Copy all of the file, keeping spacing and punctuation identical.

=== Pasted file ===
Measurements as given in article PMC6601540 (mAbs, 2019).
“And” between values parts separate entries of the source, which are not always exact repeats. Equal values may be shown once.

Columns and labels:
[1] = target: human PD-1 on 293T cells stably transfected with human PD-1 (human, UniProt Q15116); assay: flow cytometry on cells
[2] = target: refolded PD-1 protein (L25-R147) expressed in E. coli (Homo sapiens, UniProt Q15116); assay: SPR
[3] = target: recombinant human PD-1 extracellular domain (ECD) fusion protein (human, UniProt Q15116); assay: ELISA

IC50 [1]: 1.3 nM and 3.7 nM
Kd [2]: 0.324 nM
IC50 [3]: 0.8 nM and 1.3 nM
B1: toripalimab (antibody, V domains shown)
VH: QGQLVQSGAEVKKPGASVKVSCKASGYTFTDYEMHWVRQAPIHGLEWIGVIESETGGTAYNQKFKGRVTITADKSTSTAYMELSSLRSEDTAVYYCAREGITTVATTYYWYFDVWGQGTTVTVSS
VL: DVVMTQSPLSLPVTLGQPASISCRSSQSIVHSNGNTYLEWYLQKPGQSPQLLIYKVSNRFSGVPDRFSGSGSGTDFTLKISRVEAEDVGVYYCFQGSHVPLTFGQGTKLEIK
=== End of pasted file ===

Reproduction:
Measurements as given in article PMC6601540 (mAbs, 2019).
“And” between values parts separate entries of the source, which are not always exact repeats. Equal values may be shown once.

Columns and labels:
[1] = target: human PD-1 on 293T cells stably transfected with human PD-1 (human, UniProt Q15116); assay: flow cytometry on cells
[2] = target: refolded PD-1 protein (L25-R147) expressed in E. coli (Homo sapiens, UniProt Q15116); assay: SPR
[3] = target: recombinant human PD-1 extracellular domain (ECD) fusion protein (human, UniProt Q15116); assay: ELISA

IC50 [1]: 1.3 nM and 3.7 nM
Kd [2]: 0.324 nM
IC50 [3]: 0.8 nM and 1.3 nM
B1: toripalimab (antibody, V domains shown)
VH: QGQLVQSGAEVKKPGASVKVSCKASGYTFTDYEMHWVRQAPIHGLEWIGVIESETGGTAYNQKFKGRVTITADKSTSTAYMELSSLRSEDTAVYYCAREGITTVATTYYWYFDVWGQGTTVTVSS
VL: DVVMTQSPLSLPVTLGQPASISCRSSQSIVHSNGNTYLEWYLQKPGQSPQLLIYKVSNRFSGVPDRFSGSGSGTDFTLKISRVEAEDVGVYYCFQGSHVPLTFGQGTKLEIK